Bob Marley Uprising Live! Eagle Vision
Given Bob Marley's status as a cultural icon, it only makes sense that it's impossible not to engage in the truisms of 'what if' and/or 'if only' watching Uprising Live!
By the time of his untimely death from cancer in May of 1981, the Jamaican musician had achieved almost as much politically as artistically in his relatively short career span.
Marley was already ill and under treatment at the time of this appearance on the German television series Rockpalast, yet apart from a few off-key notes in his vocal on the penultimate tune "Coming in From the Cold," (as likely due to fatigue from the show as anything), there's little sign of impairment, no doubt a combination of his own spiritual faith, the obvious adoration of the audience and the solidarity of this lineup of Wailers (duly introduced by the leader at the finale). Ian McCann's essay in the enclosed booklet, well-intentioned as it is in its play-by-play seasoned with historical perspective, reads much like the package graphics appear: merely an approximation of the actual experience in its natural theater and almost indiscernible cumulative musical momentum.
Which is all the more remarkable even though little extended improvisation takes place on tunes both familiar ("I Shot the Sheriff") and comparatively less so ("Zion Train"). Still the segue from the dramatic half-spoken "War"/"No More Trouble" directly into "Zimbabwe" finds the frontman doffing his own electric guitar for the freedom of movement to move in time to his own music as he sings and dance during, appropriately enough, "Jamming."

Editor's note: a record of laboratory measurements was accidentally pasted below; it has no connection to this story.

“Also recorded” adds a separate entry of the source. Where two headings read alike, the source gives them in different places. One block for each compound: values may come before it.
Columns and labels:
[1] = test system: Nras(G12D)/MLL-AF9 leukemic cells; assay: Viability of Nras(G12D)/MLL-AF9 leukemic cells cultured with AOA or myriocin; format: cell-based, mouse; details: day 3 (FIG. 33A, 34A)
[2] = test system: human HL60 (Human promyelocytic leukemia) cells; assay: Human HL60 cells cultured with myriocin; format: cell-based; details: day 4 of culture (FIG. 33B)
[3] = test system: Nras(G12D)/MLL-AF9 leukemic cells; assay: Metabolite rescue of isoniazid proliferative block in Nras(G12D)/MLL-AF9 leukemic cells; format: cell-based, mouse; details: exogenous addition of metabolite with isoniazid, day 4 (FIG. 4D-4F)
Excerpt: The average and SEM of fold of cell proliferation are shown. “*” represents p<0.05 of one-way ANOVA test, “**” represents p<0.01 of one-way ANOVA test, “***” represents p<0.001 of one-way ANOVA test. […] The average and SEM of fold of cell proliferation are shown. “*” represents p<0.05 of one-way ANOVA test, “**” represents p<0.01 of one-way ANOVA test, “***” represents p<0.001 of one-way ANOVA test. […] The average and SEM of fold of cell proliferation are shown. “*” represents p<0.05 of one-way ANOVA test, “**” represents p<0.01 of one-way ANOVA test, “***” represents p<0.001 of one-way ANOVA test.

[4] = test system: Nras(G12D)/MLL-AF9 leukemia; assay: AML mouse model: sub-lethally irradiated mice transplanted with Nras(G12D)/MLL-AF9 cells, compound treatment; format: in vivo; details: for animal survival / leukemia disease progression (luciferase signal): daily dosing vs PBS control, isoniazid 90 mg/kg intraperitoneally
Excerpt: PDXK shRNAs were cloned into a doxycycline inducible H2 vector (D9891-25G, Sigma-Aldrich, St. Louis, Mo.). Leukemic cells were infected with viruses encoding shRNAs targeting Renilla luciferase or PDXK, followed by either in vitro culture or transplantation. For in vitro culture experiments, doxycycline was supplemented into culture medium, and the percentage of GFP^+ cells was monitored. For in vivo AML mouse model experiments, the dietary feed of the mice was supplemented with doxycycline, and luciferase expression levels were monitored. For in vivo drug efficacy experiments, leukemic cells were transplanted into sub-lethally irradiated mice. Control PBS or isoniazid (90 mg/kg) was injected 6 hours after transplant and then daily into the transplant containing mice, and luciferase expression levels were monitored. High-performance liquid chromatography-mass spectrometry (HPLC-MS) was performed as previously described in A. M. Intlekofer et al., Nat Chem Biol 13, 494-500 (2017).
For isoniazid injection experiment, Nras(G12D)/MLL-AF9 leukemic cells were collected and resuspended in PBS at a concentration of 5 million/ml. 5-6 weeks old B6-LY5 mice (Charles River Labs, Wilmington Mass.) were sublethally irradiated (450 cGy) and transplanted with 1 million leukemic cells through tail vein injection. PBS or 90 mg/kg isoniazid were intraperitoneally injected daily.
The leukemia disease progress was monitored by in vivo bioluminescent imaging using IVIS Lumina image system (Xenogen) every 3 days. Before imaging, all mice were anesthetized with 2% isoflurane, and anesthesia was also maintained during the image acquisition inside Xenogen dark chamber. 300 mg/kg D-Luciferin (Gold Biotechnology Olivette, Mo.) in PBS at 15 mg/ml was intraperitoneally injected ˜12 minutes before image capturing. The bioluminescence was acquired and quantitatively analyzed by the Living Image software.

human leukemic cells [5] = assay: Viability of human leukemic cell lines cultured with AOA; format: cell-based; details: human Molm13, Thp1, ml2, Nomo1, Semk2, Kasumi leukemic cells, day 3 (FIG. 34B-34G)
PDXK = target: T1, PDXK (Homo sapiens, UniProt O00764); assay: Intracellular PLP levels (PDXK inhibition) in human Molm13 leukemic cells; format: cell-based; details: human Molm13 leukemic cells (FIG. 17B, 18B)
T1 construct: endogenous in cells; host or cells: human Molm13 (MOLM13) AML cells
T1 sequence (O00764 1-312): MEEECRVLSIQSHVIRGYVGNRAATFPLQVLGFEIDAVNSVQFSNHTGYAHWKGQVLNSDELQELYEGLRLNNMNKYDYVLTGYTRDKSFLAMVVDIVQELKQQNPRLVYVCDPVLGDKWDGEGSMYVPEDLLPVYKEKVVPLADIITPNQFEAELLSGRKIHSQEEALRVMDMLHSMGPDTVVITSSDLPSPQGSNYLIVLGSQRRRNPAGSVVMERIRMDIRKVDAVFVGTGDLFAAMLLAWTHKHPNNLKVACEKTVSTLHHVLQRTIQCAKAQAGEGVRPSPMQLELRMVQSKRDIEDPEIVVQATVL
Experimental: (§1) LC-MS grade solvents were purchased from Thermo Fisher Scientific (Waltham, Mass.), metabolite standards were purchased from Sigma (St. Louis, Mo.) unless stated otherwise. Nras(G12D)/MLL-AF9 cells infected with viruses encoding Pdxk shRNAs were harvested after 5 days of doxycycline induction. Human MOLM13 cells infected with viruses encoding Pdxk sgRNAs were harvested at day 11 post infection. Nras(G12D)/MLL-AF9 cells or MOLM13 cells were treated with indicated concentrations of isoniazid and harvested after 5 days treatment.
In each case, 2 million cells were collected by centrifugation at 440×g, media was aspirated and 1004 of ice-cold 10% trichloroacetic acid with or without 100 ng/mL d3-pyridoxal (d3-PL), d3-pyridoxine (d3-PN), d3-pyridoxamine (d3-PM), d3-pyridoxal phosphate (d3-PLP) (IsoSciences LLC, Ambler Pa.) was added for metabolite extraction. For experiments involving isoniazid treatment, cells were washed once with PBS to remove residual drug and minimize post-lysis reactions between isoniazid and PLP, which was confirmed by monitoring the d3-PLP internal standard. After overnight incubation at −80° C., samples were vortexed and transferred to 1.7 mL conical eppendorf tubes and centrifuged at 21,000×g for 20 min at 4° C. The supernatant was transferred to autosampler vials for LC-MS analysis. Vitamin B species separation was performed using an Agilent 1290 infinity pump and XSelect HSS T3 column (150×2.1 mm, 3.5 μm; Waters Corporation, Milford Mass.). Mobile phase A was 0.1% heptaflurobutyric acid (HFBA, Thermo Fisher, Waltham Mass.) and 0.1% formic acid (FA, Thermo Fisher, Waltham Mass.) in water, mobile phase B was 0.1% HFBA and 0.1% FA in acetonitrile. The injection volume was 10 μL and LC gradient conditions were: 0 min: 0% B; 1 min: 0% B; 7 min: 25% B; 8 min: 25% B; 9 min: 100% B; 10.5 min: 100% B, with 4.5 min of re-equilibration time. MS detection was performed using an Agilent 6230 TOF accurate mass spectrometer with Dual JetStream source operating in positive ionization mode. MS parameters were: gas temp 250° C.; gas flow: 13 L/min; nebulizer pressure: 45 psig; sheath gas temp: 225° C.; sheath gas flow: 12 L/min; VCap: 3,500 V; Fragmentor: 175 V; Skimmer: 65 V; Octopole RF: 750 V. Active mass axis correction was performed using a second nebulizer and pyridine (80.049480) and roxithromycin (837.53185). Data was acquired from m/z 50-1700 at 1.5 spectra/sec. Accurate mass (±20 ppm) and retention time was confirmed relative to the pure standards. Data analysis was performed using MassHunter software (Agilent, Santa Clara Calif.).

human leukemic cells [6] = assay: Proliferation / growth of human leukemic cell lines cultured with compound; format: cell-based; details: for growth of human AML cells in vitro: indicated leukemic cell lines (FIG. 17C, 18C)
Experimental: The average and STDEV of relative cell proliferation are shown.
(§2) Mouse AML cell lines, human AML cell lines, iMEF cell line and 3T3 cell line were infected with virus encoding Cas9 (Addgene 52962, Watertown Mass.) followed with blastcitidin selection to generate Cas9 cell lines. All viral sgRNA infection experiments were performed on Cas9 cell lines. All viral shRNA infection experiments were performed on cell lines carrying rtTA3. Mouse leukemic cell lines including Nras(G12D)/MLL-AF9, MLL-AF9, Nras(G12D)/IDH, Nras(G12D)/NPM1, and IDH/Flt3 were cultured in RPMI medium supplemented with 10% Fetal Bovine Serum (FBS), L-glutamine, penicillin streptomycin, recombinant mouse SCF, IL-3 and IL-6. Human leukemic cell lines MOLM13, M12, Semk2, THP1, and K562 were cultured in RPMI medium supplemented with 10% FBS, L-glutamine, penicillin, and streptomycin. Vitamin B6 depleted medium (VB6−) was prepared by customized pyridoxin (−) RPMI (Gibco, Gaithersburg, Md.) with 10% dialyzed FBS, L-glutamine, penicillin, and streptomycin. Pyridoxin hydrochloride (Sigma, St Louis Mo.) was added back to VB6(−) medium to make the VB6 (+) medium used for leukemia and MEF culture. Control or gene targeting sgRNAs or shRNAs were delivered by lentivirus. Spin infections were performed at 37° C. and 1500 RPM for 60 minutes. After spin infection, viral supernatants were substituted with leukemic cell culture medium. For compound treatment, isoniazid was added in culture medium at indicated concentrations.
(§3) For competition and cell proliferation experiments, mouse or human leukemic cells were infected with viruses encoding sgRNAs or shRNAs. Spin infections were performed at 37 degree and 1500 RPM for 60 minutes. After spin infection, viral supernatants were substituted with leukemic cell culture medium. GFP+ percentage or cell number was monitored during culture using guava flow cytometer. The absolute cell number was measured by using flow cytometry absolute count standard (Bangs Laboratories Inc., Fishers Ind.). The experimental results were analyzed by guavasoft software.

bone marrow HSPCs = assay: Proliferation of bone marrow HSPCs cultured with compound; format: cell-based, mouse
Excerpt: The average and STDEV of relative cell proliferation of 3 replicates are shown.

To say Bob Marley and his band are immersed in their performance understates their almost trance-like focus on their singing and playing: the deep rhythmic groove implanted by charter members of the group, bassist Aston "Family Man" Barrett and percussionist Carl "Carly" Barrett, is mesmerizing, all the more so as seasoned by the percussion of Alvin"Seeco" Patterson" and even more so, dappled in the color of a double guitar (Junior Murvin and Al Anderson) and keyboard (Tyrone Downie and Earl "Wire" Lindo) alignment.
That said, the audio quality lacks a depth that would elevate its visceral impact. Admirable as it is for Bob Marley's estate to restore the visual quality of the decades old footage, the curiously random inclusion of program identifiers as on the original broadcast is distracting. Still, those insertions can't interrupt the flow of the show as captured in smooth camera work that highlights the participation of the entire ensemble, including the vocalists known as the I Threes: Marcia Griffiths, Judy Mowatt and Rita Marley had introduced the performance in the manner of an r&b revue the likes of which reggae musicians like Marley had so admired in their formative days.
And there's a knowing showmanship within the performance as it leads to an extended encore comprised of the acoustic (almost) solo rendition of "Redemption Song," then, inexorably, into the more anthemic likes of "Get Up Stand Up" and "Lively Up Yourself." Although Uprising Live!
isn't up to the high standards of previously-released archive titles from the reggae legend, it does clearly document that that, if Bob Marley's ultimate goal was to unite on a global scale, performances such as this illustrate how he was able to achieve such ends at least in the more narrowly circumscribed context of his live presentation.